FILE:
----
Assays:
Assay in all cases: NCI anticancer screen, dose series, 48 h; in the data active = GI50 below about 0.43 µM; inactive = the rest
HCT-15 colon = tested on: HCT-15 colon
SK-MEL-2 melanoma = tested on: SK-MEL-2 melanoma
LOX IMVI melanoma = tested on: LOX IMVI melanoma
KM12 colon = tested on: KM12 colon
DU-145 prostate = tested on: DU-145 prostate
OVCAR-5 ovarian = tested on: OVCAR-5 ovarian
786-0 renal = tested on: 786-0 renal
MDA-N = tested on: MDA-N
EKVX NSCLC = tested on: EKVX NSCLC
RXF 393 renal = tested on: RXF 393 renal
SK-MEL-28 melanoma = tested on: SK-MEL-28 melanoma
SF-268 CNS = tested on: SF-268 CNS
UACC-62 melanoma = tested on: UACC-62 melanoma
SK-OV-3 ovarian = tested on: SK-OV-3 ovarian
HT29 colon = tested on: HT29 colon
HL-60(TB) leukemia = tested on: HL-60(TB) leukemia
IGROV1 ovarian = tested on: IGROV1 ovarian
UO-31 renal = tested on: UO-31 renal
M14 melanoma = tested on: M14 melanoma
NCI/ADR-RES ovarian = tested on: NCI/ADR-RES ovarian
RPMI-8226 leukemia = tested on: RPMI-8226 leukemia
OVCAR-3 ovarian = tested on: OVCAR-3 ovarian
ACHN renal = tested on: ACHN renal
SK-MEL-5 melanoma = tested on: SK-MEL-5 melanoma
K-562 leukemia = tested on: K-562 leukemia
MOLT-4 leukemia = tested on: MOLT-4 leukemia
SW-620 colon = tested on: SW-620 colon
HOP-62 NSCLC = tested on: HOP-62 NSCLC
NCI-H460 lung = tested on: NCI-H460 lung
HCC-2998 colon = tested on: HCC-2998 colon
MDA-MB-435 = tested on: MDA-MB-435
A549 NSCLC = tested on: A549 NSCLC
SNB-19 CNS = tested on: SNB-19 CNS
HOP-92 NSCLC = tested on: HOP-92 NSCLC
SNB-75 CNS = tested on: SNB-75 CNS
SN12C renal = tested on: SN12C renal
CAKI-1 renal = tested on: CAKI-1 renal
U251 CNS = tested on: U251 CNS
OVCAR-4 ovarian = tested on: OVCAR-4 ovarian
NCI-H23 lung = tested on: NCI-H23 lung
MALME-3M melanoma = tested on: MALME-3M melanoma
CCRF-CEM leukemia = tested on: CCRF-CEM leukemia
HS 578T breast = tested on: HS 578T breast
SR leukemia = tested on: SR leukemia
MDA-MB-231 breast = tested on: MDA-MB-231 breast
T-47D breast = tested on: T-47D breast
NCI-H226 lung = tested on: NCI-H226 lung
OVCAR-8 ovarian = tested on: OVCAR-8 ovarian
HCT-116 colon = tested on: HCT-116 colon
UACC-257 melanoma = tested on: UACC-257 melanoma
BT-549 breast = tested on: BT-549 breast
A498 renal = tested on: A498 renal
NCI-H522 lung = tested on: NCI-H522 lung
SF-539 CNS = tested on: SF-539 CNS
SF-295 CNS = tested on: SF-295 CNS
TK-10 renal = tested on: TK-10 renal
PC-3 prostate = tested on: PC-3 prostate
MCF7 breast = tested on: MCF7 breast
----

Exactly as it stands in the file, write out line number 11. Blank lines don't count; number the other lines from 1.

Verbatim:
EKVX NSCLC = tested on: EKVX NSCLC